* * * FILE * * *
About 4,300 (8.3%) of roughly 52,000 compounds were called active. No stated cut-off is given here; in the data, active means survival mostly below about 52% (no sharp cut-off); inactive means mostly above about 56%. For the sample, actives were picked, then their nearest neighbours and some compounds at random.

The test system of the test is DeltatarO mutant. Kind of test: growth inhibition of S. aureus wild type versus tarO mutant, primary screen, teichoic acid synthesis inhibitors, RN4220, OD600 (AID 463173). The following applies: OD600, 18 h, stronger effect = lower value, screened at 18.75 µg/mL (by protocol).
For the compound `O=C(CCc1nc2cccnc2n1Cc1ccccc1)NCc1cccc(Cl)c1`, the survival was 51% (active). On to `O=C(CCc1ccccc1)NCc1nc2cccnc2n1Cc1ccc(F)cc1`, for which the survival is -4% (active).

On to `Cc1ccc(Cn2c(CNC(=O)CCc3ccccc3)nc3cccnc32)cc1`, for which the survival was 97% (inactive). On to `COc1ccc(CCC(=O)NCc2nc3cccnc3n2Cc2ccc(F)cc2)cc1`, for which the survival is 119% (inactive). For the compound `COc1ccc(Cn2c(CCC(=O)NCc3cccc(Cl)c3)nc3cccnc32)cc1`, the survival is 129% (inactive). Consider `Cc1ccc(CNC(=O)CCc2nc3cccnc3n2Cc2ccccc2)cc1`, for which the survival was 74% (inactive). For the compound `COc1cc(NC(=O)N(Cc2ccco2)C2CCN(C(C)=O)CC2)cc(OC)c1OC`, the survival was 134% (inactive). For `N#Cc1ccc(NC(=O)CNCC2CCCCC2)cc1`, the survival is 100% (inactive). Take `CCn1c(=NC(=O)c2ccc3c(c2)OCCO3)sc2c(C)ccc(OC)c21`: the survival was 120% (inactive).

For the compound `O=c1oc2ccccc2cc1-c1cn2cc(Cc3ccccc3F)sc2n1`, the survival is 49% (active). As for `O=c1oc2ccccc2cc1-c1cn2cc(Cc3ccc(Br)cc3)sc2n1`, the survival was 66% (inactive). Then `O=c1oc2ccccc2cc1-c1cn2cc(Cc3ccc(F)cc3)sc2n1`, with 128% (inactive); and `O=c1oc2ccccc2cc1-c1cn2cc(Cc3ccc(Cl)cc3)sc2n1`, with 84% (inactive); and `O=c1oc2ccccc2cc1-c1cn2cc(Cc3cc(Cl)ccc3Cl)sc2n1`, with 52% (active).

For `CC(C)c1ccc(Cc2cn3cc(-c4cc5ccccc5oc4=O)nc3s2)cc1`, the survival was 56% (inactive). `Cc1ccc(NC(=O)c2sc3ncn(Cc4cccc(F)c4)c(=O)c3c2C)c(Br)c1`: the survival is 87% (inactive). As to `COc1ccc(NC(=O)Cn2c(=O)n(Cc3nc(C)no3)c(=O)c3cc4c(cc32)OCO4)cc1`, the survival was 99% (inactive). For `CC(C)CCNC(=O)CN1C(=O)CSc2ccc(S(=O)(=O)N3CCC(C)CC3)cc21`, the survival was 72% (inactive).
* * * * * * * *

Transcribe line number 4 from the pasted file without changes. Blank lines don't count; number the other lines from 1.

On to `Cc1ccc(Cn2c(CNC(=O)CCc3ccccc3)nc3cccnc32)cc1`, for which the survival was 97% (inactive). On to `COc1ccc(CCC(=O)NCc2nc3cccnc3n2Cc2ccc(F)cc2)cc1`, for which the survival is 119% (inactive). For the compound `COc1ccc(Cn2c(CCC(=O)NCc3cccc(Cl)c3)nc3cccnc32)cc1`, the survival is 129% (inactive). Consider `Cc1ccc(CNC(=O)CCc2nc3cccnc3n2Cc2ccccc2)cc1`, for which the survival was 74% (inactive). For the compound `COc1cc(NC(=O)N(Cc2ccco2)C2CCN(C(C)=O)CC2)cc(OC)c1OC`, the survival was 134% (inactive). For `N#Cc1ccc(NC(=O)CNCC2CCCCC2)cc1`, the survival is 100% (inactive). Take `CCn1c(=NC(=O)c2ccc3c(c2)OCCO3)sc2c(C)ccc(OC)c21`: the survival was 120% (inactive).